This time last month, Chennai-based restaurateur Chindi Varadarajulu was busy planning menus for her newly-launched Chinese restaurant, Zhoyu. Downstairs, her older restaurant Pumpkin Tales, was buzzing with laughter and conversation, as diners gathered over avocado toast, hunks of chocolate cake and steamy cappuccinos.
Then, like every other restaurant in town, both started emptying out as the shadow of COVID-19 loomed. By the weekend of March 21-22, when Prime Minister Narendra Modi announced the all-India Janata curfew, they had switched off the ovens.
Now, they are open again. But in a very different avatar, cloaked in the scent of hand sanitiser instead of the comforting aroma of baking bread. A hefty table across the front bars customers from entering. Only delivery and takeaways. And the staff are in masks and gloves, meticulously wiping down every table with a bleach solution at regular intervals.
A lot has changed in a very short time.
Navigating the challenges of India’s 21-day lockdown, as delivery services including Swiggy, Zomato and Dunzo resume — albeit with limited timings — restaurants across the country are struggling to reopen. Not everyone can: there’s an overwhelming shadow of fear, manpower is in short supply and ingredients are difficult to procure. Yet, rents and salaries have to be paid. And, judging by the response, customers are eager to start ordering food again.
On a call from Mumbai, Gauri Devidayal, who runs The Table and Magazine Street kitchen, says, “I have been speaking to people who run restaurants, delivery kitchens and catering units, and they all feel many of them are going to have to close. Rent is 50 to 60% of your cost, and it is crippling.” She adds, “One of the biggest challenges in Mumbai and Delhi is the fact that most kitchens use migrant workers, who have all gone home.”
Her team has tried to get back on its feet as quickly as possible by restarting the bakery a few days ago. “We had an overwhelming response. “On the first day we went live, despite no advertising, we did the same value of sales in four hours that we did over the whole of February,” says Gauri. “The only reason we were able to relaunch was we got a small team to move into Magazine Street Kitchen. We converted our dining room into a living space to minimise them going back and forth.”
Their delivery-only brand, Iktara, re-starts next, offering Indian comfort food. “The focus is great quality at delivery prices, cooked in a hygienic kitchen,” she says, adding that moving forward, hygiene is going to be of paramount importance as customers need to trust restaurateurs and chefs more than ever before.
This is why Ashvin Rajagopalan of Chennai’s Ashvita Bistro’s main focus now is restaurant hygiene, and keeping his team safe. Now that they are up and running for deliveries again, albeit with a flexible menu since not all ingredients are available, the café accepts only contactless payments.
In Chennai’s T Nagar area, Paati Veedu is also slowly powering up. G Mohandas, one of the owners, says they are trying to deliver orders to their older customers especially, who find it challenging to shop for groceries and cook during the lockdown.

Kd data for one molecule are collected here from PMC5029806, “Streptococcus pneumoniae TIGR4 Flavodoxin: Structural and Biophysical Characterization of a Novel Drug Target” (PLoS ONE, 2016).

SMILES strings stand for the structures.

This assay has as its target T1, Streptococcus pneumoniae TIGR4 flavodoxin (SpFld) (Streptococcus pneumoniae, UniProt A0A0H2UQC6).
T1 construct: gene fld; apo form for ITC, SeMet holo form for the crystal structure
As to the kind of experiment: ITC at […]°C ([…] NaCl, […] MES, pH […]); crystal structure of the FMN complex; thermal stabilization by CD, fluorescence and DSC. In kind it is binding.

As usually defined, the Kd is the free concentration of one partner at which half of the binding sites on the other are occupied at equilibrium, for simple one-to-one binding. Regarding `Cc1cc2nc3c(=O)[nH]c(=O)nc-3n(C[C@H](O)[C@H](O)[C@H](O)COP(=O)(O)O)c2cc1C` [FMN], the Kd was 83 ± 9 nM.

To accomplish this, they are focussing on larger plates of dishes that can stay fresh for a couple of days in the fridge, like tamarind rice, sambar rice, rasam and idli s.
“Right now, people want anything that is available,” he says. “They are not being picky. Everybody has understood you can’t have a whole lot. But we are trying to keep the menu interesting. Since we are a vegetarian restaurant, even with six types of vegetables available, we can dish out quite a lot.”
For restaurant chains with set menus, however, a reliable supply of ingredients is vital, and with supply chains affected by the lockdown, every day poses fresh challenges. Sandesh Reddy, who oversees the French Loaf and Wangs Kitchen chains, in addition to Sandys, Ox And Tomato and Hu Tong, says they are tweaking menus depending on what is available everyday, but adds that there are a lot of logistical issues. “We are doing the best we can,” he says, “But it is tough. And I don’t know how many restaurants are going to survive this.”
On popular demand, they have got five French Loaf outlets up and running, supplying bread. “The bread arrives at 10 am, and we sell out by 1.30 everyday,” he says. In an attempt to supplement the bread, the cafes are also selling eggs, milk, pasta and instant noodles, when available.
What lasts longer
Back at Pumpkin Tales, Chindi is elbow deep in dough. “We have just one baker now, so I’m spending about four hours in the kitchen everyday,” she says, adding that they can barely keep up with the demand ever since they reopened the bakery. “We are selling four times more bread than usual, so we now bake three times a day.”
They are also finding creative ways to cater to customers craving a change from cooking at home. “We also make pizza crusts, that are 50% cooked, and give it with sauce and cheese, so people can make pizzas at home. Also burgers, shakshuka, and pasta sauces.” They now have a lockdown menu, offering practical, larger portions for families: tubs of soup, fried rice that does well in the fridge and whole roast chickens.
Since people are comfort eating now, she is also baking more cake. “We have carrot cake, triple chocolate and brownies. We used to sell cinnamon buns and scones once a week, now we bake them everyday.”
She adds, “We also brought back our Christmas cranberry sourdough — I think people need some kind of a treat now. Some cheer to get us all through this.”